Great British Beach Clean: Gloves on - Let's Hit the Beach!

** This blog has been updated in 2018

My favourite time of the year is upon us! It is nearly time for the Great British Beach Clean (14th - 17th September 2018) that I have taken part in organised by the Marine Conservation Society. They encourage people to clean beaches and survey their results to help front campaigns to educate people about the litter found on beaches. They have joined an International Coastal Clean-Up, so I will be one of thousands who want to make a positive difference on the marine environment I adore.

Using the public’s survey results, they have found levels of beach litter have doubled over the last decade. There is more litter than ever before on British beaches - 2,309 items of litter found on every kilometre cleaned. They work to clear our seas of the rising tide of rubbish that is so dangerous to sea life, including seabirds, whales and dolphins. 

So what is the problem with leaving your chip wrapper on the beach and an empty fizzy drink bottle? It will just disintegrate or blow away won’t it? Wrong! If it takes a banana up to 5 weeks to decompose, I wonder how long plastic would take? Nobody has lived long enough yet to see it disappear as it is estimated a normal plastic bottle may persist for more than 450 years if left on a beach. A single one-litre bottle could break down into enough small fragments to put one on every mile of beach in the entire world.

Fancy a trip to a man-made floating plastic island known as the “Eastern Garbage Patch?” It is unbelievable that an area equivalent in size to Texas, or Turkey, or Afghanistan, actually exists in the Pacific Ocean. Unfortunately, this rubbish will never end up on a beach to be disposed of as it slowly swirls in a never-ending rotation.

My next project at school will involve helium balloons due my increasing dislike for them. Today, I asked the children to write on my whiteboard reasons why they are our friends or foes. The children recalled fond memories of how balloons were at birthday parties and weddings. The only disadvantage was that they scare you when they burst. I asked them what they thought happened when you let them go, to which they replied that they just went up to space. Unfortunately, this isn’t the case. I have seen many balloon pieces washed up on the shore and seen the devastating effect on birds who get tangled up in the cords. With the many balloon releases for charity days or celebrations, many people don't realise they are risking an animal’s life.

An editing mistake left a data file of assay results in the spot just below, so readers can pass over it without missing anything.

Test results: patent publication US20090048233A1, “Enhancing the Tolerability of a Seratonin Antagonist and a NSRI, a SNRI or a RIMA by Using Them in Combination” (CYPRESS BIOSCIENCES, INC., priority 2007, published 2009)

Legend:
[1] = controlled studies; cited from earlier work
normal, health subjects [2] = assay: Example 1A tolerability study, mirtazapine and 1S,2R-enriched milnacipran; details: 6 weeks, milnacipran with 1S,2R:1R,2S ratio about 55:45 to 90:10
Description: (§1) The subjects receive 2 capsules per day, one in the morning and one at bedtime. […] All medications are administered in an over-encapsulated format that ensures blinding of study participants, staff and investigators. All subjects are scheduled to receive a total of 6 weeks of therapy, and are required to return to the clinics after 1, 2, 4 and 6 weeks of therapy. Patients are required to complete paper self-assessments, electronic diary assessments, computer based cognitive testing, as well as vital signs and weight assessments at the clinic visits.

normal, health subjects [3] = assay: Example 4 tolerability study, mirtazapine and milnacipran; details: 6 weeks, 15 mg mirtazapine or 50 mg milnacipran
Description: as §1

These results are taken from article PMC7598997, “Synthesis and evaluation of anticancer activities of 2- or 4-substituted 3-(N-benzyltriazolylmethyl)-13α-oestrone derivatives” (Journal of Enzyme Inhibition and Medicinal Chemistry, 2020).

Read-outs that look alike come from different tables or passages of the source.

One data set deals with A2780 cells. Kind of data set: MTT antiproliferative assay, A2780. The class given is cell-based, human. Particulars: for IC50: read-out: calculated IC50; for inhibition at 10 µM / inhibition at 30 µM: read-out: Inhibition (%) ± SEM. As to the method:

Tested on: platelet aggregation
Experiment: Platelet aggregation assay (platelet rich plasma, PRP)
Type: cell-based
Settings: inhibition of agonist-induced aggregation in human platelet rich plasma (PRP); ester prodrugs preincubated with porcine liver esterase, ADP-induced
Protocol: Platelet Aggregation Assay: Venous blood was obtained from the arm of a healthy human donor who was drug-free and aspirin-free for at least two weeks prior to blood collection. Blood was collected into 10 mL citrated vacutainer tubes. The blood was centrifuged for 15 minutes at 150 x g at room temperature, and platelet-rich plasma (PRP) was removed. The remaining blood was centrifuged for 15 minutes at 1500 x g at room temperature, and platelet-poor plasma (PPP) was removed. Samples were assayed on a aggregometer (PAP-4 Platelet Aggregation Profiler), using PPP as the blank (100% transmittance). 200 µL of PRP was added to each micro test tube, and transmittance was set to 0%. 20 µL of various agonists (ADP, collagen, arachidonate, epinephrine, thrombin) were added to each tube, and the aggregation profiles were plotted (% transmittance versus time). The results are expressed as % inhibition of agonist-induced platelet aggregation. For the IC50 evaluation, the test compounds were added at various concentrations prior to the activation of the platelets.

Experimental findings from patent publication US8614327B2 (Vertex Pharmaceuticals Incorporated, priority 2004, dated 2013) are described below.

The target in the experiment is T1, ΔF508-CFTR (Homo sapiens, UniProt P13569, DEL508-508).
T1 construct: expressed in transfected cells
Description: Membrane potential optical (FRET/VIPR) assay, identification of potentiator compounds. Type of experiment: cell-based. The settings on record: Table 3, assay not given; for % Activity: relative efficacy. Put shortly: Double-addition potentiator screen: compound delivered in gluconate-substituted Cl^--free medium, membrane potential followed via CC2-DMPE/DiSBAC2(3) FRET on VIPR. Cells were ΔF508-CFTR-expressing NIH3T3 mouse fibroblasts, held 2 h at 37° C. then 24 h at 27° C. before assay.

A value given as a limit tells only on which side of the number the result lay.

Around 100 million tonnes of plastic are produced each year, of which about 10 million tonnes ends in the sea. About 80% of it comes from land. Plastic breaks into smaller parts, can absorb toxic chemicals and becomes part of the food chain; recent research has shown that it is in the fish we consume.  

When I visited Spain this year, I brought home more that the usual souvenirs. The local beach looked amazing, fine sand and clear water. As I ran my hand through the sand as I relaxed on my beach towel, I came across small white, blue and black hard balls. I collected a few and realised what they were; nurdles! I had heard of these but never seen them. A marine organism? I wish! These were plastic pellets that are liberally dispersed across the oceans when drum-loads or even container loads are lost at sea. They were everywhere, disguised in the sand so we filled a box and brought them back to show the children at school.

Luckily, through the many beach cleans I have organised, I am proud to say I have managed to sign up over 60 volunteers to help me at some point or another (I do bribe them with a hot drink and their favourite biscuits!). Along with the many strange things we have found such as false teeth, a tube of toothpaste and a letter in a bottle, I hope it has opened their eyes to what damage litter can cause. With two high tides a day - who knows what we will find this Saturday!

Kerry Briffitt is Eco-Schools Co-ordinator at Hempstead Junior School

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